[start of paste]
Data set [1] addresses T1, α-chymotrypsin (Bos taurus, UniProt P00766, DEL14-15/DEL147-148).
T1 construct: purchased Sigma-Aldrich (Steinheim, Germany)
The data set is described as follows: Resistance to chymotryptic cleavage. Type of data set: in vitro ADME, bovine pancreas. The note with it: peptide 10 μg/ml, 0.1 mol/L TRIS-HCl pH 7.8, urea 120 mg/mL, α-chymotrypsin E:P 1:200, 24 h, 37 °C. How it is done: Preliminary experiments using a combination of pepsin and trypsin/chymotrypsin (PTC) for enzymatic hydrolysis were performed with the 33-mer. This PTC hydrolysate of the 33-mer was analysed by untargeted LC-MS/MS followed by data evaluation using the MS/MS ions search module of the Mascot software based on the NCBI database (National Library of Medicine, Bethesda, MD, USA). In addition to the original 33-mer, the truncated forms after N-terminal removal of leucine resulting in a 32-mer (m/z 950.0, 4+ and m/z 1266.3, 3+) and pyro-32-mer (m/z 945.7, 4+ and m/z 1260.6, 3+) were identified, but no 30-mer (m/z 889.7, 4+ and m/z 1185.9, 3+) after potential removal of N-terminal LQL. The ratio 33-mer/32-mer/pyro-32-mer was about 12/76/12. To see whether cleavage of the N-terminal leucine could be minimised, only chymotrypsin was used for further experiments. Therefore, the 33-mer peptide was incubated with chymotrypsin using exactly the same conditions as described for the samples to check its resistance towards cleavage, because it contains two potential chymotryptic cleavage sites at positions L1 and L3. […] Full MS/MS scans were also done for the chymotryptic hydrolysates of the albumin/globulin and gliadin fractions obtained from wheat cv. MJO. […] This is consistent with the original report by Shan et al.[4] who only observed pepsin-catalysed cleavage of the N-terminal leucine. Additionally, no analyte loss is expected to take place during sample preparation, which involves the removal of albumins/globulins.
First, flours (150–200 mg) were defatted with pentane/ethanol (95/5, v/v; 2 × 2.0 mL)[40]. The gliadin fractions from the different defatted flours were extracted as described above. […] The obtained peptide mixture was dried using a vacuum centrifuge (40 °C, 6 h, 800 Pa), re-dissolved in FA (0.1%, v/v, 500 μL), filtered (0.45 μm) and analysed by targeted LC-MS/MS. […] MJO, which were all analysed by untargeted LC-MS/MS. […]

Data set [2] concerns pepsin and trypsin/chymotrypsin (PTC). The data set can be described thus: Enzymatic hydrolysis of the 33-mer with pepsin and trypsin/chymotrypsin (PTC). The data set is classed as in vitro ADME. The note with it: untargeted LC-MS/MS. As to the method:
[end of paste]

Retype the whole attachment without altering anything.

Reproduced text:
Data set [1] addresses T1, α-chymotrypsin (Bos taurus, UniProt P00766, DEL14-15/DEL147-148).
T1 construct: purchased Sigma-Aldrich (Steinheim, Germany)
The data set is described as follows: Resistance to chymotryptic cleavage. Type of data set: in vitro ADME, bovine pancreas. The note with it: peptide 10 μg/ml, 0.1 mol/L TRIS-HCl pH 7.8, urea 120 mg/mL, α-chymotrypsin E:P 1:200, 24 h, 37 °C. How it is done: Preliminary experiments using a combination of pepsin and trypsin/chymotrypsin (PTC) for enzymatic hydrolysis were performed with the 33-mer. This PTC hydrolysate of the 33-mer was analysed by untargeted LC-MS/MS followed by data evaluation using the MS/MS ions search module of the Mascot software based on the NCBI database (National Library of Medicine, Bethesda, MD, USA). In addition to the original 33-mer, the truncated forms after N-terminal removal of leucine resulting in a 32-mer (m/z 950.0, 4+ and m/z 1266.3, 3+) and pyro-32-mer (m/z 945.7, 4+ and m/z 1260.6, 3+) were identified, but no 30-mer (m/z 889.7, 4+ and m/z 1185.9, 3+) after potential removal of N-terminal LQL. The ratio 33-mer/32-mer/pyro-32-mer was about 12/76/12. To see whether cleavage of the N-terminal leucine could be minimised, only chymotrypsin was used for further experiments. Therefore, the 33-mer peptide was incubated with chymotrypsin using exactly the same conditions as described for the samples to check its resistance towards cleavage, because it contains two potential chymotryptic cleavage sites at positions L1 and L3. […] Full MS/MS scans were also done for the chymotryptic hydrolysates of the albumin/globulin and gliadin fractions obtained from wheat cv. MJO. […] This is consistent with the original report by Shan et al.[4] who only observed pepsin-catalysed cleavage of the N-terminal leucine. Additionally, no analyte loss is expected to take place during sample preparation, which involves the removal of albumins/globulins.
First, flours (150–200 mg) were defatted with pentane/ethanol (95/5, v/v; 2 × 2.0 mL)[40]. The gliadin fractions from the different defatted flours were extracted as described above. […] The obtained peptide mixture was dried using a vacuum centrifuge (40 °C, 6 h, 800 Pa), re-dissolved in FA (0.1%, v/v, 500 μL), filtered (0.45 μm) and analysed by targeted LC-MS/MS. […] MJO, which were all analysed by untargeted LC-MS/MS. […]

Data set [2] concerns pepsin and trypsin/chymotrypsin (PTC). The data set can be described thus: Enzymatic hydrolysis of the 33-mer with pepsin and trypsin/chymotrypsin (PTC). The data set is classed as in vitro ADME. The note with it: untargeted LC-MS/MS. As to the method: